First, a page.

Related topics: nanoparticles · nanoscale · nanotechnology · molecules · light

Water splitting observed on the nanometer scale

It is a well-known school experiment: Applying a voltage between two electrodes inserted in water produces molecular hydrogen and oxygen. Researchers seek to make water splitting as energy-efficient as possible to advance ...

Pinpointing biomolecules with nanometer accuracy

It would be impossible to understand life without having a firm grasp on the microscopic interactions between molecules that occur in and around cells. Microscopes are and have been an invaluable tool for researchers in this ...

Making metal with the lightness of air

Gold, silver and copper are heavy metals, but LLNL scientists can now make them nearly as light as air—in a form so tiny it can ride on a mosquito's back.

Breakthrough in the search for graphene-based electronics

For 15 years, scientists have tried to exploit the "miracle material" graphene to produce nanoscale electronics. On paper, graphene should be great for just that: it is ultra-thin—only one atom thick and therefore two-dimensional, ...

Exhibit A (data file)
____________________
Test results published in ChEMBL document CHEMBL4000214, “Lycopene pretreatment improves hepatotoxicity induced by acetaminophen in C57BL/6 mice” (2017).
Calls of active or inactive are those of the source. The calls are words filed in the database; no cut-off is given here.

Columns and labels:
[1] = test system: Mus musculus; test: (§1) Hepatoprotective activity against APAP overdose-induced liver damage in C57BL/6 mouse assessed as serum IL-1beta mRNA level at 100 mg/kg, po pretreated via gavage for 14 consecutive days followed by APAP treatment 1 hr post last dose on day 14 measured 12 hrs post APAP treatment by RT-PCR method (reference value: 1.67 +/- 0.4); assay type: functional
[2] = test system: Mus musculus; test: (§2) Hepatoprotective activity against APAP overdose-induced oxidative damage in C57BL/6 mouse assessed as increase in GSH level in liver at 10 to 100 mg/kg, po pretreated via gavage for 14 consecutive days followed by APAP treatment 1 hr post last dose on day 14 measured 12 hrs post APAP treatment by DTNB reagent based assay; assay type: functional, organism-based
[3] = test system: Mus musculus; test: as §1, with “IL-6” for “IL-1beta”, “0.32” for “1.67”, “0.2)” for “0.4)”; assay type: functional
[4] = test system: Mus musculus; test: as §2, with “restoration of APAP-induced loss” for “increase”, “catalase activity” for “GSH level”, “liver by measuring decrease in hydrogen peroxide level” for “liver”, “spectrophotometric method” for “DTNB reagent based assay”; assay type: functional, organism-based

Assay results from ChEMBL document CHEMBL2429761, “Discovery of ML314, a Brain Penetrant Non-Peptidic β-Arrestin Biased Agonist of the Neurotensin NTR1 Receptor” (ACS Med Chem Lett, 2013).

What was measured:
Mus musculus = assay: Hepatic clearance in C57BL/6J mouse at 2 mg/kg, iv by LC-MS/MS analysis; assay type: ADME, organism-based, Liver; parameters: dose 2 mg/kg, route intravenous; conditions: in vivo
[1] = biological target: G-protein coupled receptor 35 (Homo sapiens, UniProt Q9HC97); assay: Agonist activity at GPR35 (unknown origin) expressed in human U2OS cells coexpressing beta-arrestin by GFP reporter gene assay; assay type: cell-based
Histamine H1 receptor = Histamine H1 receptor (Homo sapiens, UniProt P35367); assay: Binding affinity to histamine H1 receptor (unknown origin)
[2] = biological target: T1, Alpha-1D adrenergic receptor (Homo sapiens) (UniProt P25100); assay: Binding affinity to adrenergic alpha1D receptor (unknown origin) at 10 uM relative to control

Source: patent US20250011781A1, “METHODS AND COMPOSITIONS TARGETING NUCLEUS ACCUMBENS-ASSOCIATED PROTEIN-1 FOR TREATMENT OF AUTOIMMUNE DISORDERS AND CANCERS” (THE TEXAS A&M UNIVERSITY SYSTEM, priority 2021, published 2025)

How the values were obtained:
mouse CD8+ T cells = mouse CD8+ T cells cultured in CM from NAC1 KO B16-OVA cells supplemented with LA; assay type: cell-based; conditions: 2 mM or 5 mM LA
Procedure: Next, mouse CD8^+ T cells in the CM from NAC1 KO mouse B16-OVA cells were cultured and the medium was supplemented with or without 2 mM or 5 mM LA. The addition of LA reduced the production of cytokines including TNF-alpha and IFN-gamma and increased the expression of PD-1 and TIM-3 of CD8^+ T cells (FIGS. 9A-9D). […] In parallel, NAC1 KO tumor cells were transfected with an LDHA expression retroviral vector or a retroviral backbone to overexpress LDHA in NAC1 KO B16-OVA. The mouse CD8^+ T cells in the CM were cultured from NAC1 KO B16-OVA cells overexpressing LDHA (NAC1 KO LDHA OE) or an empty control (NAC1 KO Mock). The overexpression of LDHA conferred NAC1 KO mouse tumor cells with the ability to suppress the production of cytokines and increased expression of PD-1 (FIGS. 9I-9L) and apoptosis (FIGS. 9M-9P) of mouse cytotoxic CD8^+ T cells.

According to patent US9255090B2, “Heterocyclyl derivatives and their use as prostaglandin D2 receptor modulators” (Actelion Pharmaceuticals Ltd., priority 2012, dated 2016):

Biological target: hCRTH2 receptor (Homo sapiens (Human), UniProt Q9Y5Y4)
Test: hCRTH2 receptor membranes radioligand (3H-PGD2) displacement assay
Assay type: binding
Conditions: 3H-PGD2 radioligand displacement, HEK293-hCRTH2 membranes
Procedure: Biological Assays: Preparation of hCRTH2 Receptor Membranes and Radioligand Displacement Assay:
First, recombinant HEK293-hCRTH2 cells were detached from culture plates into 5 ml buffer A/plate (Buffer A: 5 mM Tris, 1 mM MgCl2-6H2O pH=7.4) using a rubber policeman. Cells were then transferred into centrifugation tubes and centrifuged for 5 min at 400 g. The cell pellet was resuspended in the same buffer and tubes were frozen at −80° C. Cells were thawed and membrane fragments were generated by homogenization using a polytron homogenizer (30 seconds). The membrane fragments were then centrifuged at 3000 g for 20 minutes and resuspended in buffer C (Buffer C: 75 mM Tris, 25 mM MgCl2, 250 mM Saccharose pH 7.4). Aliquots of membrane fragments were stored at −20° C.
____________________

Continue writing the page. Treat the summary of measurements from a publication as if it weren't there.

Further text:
Carbon nanotubes mime biology

Cellular membranes serve as an ideal example of a system that is multifunctional, tunable, precise and efficient.

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Nanometre

A nanometre (American spelling: nanometer; symbol nm) (Greek: νάνος, nanos, "dwarf"; μέτρον, metrοn, "unit of measurement") is a unit of length in the metric system, equal to one billionth of a metre (i.e., 10-9 m or one millionth of a millimetre).

It is one of the more often used units for very small lengths, and equals ten Ångström, an internationally recognized non-SI unit of length. It is often associated with the field of nanotechnology and the wavelength of light. Formerly, millimicron (symbol ) was used for the nanometre. The symbol µµ has also been used .

It is also the most common unit used to describe the manufacturing technology used in the semiconductor industry. It is the most common unit to describe the wavelength of light, with visible light falling in the region of 400–700 nm. The data in compact discs is stored as indentations (known as pits) that are approximately 100 nm deep by 500 nm wide. Reading an optical disk requires a laser with a wavelength 4 times the pit depth -- a CD requires a 780 nm wavelength (near infrared) laser, while the shallower pits of a DVD requires a shorter 650 nm wavelength (red) laser, and the even shallower pits of a Blu-ray Disc require a shorter 405 nm wavelength (blue) laser.

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